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Posts Tagged ‘Luke 11:9’


Isaiah 55: An Invitation to Grace

Saturday, June 8, 2019

All you who are thirsty, come to the waters . . .

We are told in the story of the Revelation (7:16) that those who thirst will find true water which quenches forever.

I will renew you with the everlasting covenant . . .

We are told by the prophets Jeremiah (23:4) and Ezekiel (34:16) that the true Shepherd has promised to bring all of his sheep home from all the places to which the false shepherds have scattered them so that none of them shall be missing.

Seek the Lord while he may be found, call him while he is near . . .

We are told in the Gospels to knock, ask, and seek (Matthew 7:7, Luke 11:9) while the bridegroom lives among us (Matthew 9:15, Mark 2:19, Luke 5:34, John 3:29).

For my thoughts are not your thoughts, nor are your ways my ways, says the Lord . . .

We are told in the first letter to the Corinthians (13:1) that our childish ways are not the childlike ways in which God asks us to walk; and in Ephesians (2:2) that the ways of the world are not God’s ways.

For just as from the heavens the rain and snow come down and do not return there till they have watered the earth, making it fertile and fruitful, giving seed to him who sows and bread to him who eats, so shall my word be that goes forth from my mouth; it shall not return to me void, but shall do my will, achieving the end for which I sent it.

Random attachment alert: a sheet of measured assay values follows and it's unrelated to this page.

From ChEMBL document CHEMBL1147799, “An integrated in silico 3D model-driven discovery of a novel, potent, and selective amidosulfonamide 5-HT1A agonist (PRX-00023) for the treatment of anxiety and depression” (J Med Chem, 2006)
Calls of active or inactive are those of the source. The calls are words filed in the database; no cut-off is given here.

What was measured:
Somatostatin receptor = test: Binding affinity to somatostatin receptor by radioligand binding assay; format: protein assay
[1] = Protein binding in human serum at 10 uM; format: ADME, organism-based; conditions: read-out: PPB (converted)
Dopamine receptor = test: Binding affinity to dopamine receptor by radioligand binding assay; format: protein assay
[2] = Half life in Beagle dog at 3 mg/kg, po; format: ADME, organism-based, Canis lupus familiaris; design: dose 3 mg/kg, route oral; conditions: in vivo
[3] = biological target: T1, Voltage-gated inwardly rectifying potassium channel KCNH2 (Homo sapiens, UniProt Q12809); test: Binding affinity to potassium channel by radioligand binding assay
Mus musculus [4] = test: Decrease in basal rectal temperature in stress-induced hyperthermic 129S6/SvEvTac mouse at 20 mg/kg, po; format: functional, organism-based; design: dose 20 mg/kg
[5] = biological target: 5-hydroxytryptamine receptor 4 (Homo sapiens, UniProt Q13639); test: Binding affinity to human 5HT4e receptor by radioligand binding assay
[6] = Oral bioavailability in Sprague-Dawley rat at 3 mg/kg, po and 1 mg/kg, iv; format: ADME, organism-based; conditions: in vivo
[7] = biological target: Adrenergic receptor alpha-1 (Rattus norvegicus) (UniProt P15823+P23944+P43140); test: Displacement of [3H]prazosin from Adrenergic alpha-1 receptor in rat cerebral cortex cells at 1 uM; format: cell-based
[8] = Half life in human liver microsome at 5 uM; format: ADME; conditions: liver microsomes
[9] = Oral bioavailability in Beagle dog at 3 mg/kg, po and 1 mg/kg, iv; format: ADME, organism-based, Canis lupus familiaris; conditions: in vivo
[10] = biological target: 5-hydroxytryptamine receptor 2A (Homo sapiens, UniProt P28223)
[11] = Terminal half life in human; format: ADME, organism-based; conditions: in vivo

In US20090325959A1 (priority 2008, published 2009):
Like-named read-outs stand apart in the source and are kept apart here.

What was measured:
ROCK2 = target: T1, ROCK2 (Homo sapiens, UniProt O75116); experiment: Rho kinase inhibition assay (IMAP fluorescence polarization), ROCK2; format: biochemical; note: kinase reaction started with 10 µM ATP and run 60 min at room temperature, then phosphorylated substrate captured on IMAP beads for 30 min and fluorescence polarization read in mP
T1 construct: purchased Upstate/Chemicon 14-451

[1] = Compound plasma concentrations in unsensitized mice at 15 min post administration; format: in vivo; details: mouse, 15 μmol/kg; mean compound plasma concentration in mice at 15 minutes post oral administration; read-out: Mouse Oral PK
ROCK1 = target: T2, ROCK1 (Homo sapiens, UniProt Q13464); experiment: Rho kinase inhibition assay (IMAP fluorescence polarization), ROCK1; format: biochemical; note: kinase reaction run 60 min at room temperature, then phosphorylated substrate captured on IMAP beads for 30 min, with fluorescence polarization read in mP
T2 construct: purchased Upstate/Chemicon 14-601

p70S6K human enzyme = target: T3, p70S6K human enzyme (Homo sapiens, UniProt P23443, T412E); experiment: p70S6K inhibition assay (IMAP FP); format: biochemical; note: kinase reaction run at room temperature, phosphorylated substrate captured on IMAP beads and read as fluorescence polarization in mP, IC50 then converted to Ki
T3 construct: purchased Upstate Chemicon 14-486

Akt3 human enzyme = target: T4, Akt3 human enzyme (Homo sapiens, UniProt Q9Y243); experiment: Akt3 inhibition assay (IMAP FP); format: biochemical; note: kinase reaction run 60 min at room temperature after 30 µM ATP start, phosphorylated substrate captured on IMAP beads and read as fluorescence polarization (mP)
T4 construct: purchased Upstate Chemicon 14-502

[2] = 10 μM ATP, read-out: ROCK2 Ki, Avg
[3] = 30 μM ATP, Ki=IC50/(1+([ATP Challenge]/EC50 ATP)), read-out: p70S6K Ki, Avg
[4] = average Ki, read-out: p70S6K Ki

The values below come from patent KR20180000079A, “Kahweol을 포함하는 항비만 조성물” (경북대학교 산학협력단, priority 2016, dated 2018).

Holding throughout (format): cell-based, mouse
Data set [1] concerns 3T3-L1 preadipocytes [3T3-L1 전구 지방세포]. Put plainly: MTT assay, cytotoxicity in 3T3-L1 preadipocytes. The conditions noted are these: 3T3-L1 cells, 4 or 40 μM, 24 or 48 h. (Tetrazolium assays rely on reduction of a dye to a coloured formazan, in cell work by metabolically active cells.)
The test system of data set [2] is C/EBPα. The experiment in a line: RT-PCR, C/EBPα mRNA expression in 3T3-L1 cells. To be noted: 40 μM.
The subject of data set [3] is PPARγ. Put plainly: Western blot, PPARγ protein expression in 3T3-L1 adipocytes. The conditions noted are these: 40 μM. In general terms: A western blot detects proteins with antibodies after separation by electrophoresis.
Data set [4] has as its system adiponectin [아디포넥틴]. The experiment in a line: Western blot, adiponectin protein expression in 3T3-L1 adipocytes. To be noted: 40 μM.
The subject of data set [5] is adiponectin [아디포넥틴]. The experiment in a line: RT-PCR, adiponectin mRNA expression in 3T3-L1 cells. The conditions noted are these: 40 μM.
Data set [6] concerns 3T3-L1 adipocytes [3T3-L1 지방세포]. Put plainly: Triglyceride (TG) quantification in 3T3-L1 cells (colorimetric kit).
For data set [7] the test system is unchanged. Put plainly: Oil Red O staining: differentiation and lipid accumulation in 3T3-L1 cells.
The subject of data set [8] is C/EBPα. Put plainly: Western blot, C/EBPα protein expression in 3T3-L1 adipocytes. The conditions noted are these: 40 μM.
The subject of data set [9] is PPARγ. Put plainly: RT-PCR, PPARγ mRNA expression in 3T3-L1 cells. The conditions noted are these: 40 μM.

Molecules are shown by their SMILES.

We are told in Ezekiel (37:27) that God will dwell among his people; and we are told by Jesus in the Gospel of John (10:34-38) that he was sent among us to call his faithful home, and that these faithful live in him just as he lives in the father.

Yes, in joy you shall depart, in peace you shall be brought back . . .

We are told in Jeremiah (29:11) and throughout the Psalms, but especially in 126, that God has plans in mind for us which are plans for joy rather than sorrow.

This shall be the Lord’s renown, an everlasting imperishable sign . . .

We are told in the Gospel of John (4:10) that God offers us the gift of everlasting life, of true water which quenches forever.

All of scripture is Christ, is God’s word to us, God’s expression of love to us.  And all of this scripture cries out to us that we are invited to the feast of the bridegroom as the beloved bride.  In the album Speechless by Steven Curtis Chapman there is a song entitled The Invitation which tells us all we need to hear about the love the father holds for us. It reminds us that we are bride to a constant, faithful, ardent lover, the true prince of peace who leaves nothing lacking, who will not rest until he holds us closely.  This is our invitation to blessing.  This is our invitation to beatitude.  This is our invitation to grace.  This is our invitation to love.


A re-post from May 25, 2012.

Images from: http://www.parisianevents.com/parisianparty/what-to-wear-to-a-wedding-in-france/ and http://matttullos.com/grace-is-on-a-family-tree/

To listen to Steven Curtis Chapman sing “The Invitation” click here.   

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Matthew 7:7-12: Ask, Seek, Knock

Friday, February 19, 2016ask_seek_knock_importunity

We read the familiar words from Matthew and hope they are true.

Ask, and you will receive . . .

We explore these same verses in other translations.